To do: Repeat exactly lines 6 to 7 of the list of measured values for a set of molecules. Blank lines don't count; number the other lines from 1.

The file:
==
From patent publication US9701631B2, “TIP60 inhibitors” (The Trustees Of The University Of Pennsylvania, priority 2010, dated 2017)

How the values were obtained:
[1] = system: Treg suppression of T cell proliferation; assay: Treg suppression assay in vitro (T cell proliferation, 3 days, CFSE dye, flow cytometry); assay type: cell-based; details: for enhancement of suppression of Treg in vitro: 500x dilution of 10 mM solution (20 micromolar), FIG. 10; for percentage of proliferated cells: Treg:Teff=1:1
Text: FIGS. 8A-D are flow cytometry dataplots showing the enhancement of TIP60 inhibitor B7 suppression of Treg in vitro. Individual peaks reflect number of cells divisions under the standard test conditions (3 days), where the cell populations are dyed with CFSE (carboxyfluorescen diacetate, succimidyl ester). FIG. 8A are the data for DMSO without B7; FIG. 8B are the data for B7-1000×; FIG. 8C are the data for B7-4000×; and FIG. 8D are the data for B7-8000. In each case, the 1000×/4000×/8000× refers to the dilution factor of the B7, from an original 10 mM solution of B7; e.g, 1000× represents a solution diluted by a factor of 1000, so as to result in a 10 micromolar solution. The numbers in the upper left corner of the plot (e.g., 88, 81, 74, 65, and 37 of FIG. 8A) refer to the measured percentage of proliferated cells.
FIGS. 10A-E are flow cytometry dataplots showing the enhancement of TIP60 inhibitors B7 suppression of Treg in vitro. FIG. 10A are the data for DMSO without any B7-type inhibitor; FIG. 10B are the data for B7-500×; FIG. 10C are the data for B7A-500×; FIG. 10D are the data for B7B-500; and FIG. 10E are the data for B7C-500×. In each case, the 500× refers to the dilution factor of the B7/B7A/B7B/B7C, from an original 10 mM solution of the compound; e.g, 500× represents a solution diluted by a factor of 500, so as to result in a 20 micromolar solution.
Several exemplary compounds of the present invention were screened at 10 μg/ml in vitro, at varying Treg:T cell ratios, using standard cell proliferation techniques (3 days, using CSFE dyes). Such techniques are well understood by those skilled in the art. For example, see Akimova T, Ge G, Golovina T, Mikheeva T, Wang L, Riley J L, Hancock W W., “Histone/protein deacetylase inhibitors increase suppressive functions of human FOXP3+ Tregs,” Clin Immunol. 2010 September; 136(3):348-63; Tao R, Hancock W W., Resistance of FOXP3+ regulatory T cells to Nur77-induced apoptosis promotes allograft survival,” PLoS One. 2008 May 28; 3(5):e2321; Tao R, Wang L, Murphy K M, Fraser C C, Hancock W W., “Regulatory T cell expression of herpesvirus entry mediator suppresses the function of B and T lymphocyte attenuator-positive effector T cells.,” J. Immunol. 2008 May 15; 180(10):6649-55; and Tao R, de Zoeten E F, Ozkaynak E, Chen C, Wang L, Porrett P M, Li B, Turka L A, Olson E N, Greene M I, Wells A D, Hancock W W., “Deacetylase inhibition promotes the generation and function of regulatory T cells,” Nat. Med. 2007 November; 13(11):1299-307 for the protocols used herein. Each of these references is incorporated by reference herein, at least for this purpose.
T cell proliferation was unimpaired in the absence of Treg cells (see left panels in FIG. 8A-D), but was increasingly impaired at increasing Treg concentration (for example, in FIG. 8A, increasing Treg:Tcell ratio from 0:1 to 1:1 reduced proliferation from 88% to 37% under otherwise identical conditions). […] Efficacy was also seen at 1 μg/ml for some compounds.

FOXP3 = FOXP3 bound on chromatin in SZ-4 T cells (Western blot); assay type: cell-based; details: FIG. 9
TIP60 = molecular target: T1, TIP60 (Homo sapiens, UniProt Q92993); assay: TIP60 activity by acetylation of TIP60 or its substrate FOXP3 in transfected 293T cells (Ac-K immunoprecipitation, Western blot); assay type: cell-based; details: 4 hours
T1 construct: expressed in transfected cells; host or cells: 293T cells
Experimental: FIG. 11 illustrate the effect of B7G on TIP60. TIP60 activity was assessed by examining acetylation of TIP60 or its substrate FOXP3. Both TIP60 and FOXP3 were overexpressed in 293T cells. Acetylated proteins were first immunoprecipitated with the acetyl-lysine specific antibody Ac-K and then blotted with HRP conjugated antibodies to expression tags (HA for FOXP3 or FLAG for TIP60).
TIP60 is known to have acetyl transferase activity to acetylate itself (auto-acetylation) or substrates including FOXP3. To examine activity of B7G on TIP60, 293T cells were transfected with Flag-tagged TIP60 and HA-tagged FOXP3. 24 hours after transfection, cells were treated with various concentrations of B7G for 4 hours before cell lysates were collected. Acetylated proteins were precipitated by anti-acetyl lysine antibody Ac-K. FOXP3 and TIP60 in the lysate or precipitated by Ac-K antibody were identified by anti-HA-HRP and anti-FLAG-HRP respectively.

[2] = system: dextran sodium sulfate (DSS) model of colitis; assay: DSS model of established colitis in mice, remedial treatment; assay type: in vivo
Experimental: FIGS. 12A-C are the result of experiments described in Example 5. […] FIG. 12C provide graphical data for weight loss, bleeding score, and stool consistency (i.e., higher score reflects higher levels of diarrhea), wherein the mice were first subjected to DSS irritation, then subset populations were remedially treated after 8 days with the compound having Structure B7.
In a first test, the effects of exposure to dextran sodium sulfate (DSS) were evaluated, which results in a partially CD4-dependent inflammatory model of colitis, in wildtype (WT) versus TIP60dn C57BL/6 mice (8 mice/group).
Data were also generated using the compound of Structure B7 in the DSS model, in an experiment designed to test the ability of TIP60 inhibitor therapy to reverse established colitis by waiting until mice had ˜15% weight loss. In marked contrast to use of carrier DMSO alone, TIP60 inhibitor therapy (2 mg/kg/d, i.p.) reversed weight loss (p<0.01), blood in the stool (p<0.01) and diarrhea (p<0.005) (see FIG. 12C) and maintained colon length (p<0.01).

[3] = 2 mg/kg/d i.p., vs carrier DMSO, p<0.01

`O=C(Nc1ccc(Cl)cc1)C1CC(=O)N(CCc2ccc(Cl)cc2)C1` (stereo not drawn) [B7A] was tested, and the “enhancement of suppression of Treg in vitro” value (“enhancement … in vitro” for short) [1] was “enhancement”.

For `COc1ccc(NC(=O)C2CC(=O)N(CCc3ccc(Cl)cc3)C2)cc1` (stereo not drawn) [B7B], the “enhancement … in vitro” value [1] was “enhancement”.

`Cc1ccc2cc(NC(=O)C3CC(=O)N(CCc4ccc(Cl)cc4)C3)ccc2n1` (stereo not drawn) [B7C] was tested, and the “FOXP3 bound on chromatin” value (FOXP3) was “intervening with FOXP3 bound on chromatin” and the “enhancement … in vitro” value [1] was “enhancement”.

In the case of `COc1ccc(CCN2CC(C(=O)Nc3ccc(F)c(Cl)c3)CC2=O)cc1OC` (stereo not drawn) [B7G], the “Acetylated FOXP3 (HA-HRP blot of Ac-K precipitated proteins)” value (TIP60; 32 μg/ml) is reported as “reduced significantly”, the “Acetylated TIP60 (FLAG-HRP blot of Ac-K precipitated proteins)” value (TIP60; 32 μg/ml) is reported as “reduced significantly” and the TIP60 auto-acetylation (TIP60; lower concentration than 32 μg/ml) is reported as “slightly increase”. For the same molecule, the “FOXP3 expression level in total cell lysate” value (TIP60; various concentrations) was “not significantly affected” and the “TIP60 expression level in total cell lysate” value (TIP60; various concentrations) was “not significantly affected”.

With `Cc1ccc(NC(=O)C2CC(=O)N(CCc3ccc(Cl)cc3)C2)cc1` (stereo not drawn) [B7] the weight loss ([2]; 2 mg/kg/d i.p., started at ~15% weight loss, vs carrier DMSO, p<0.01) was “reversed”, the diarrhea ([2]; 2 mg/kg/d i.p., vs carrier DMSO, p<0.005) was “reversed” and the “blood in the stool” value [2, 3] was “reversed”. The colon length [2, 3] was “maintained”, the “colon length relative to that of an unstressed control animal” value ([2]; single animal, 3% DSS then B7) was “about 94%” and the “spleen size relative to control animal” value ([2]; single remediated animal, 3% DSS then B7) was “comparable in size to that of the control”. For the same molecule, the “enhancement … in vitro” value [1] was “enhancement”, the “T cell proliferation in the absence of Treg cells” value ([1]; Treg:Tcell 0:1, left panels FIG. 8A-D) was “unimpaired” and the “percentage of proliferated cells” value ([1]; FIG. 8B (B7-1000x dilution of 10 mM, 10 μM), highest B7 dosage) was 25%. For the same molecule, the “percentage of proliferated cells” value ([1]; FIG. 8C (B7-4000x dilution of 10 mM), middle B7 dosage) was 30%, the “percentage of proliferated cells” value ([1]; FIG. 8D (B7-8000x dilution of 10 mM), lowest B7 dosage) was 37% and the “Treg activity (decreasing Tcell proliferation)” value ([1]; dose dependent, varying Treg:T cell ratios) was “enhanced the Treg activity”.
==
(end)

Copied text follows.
Several exemplary compounds of the present invention were screened at 10 μg/ml in vitro, at varying Treg:T cell ratios, using standard cell proliferation techniques (3 days, using CSFE dyes). Such techniques are well understood by those skilled in the art. For example, see Akimova T, Ge G, Golovina T, Mikheeva T, Wang L, Riley J L, Hancock W W., “Histone/protein deacetylase inhibitors increase suppressive functions of human FOXP3+ Tregs,” Clin Immunol. 2010 September; 136(3):348-63; Tao R, Hancock W W., Resistance of FOXP3+ regulatory T cells to Nur77-induced apoptosis promotes allograft survival,” PLoS One. 2008 May 28; 3(5):e2321; Tao R, Wang L, Murphy K M, Fraser C C, Hancock W W., “Regulatory T cell expression of herpesvirus entry mediator suppresses the function of B and T lymphocyte attenuator-positive effector T cells.,” J. Immunol. 2008 May 15; 180(10):6649-55; and Tao R, de Zoeten E F, Ozkaynak E, Chen C, Wang L, Porrett P M, Li B, Turka L A, Olson E N, Greene M I, Wells A D, Hancock W W., “Deacetylase inhibition promotes the generation and function of regulatory T cells,” Nat. Med. 2007 November; 13(11):1299-307 for the protocols used herein. Each of these references is incorporated by reference herein, at least for this purpose.
T cell proliferation was unimpaired in the absence of Treg cells (see left panels in FIG. 8A-D), but was increasingly impaired at increasing Treg concentration (for example, in FIG. 8A, increasing Treg:Tcell ratio from 0:1 to 1:1 reduced proliferation from 88% to 37% under otherwise identical conditions). […] Efficacy was also seen at 1 μg/ml for some compounds.